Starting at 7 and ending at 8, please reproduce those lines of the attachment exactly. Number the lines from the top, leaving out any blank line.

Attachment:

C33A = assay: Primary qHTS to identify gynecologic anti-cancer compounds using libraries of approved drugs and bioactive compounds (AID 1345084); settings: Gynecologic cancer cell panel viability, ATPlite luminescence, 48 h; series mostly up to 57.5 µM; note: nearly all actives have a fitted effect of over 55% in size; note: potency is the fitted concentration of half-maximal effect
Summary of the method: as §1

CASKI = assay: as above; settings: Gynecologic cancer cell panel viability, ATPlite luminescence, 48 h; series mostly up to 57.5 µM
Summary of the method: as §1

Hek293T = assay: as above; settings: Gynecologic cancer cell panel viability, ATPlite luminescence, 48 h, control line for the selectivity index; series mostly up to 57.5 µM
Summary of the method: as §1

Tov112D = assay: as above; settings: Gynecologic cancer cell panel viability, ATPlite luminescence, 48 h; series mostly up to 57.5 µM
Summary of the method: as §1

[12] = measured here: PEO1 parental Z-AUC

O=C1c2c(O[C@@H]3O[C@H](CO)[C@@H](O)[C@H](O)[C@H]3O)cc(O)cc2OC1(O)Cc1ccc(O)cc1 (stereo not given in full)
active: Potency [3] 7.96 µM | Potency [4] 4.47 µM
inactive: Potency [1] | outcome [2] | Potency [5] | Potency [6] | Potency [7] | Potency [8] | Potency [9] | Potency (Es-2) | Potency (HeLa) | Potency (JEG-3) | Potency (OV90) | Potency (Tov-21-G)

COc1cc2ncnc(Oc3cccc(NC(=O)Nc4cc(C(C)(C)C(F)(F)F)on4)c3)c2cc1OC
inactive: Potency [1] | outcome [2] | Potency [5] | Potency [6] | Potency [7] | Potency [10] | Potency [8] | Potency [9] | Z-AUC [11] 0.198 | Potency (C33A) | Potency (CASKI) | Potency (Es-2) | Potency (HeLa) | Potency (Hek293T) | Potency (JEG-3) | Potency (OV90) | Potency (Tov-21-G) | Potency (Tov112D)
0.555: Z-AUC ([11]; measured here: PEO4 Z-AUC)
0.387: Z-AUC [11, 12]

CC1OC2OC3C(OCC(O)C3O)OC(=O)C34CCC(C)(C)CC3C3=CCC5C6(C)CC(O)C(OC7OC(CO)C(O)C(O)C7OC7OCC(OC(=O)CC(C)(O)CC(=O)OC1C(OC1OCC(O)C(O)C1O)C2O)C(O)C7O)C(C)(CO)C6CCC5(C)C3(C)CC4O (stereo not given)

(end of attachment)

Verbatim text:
Tov112D = assay: as above; settings: Gynecologic cancer cell panel viability, ATPlite luminescence, 48 h; series mostly up to 57.5 µM
Summary of the method: as §1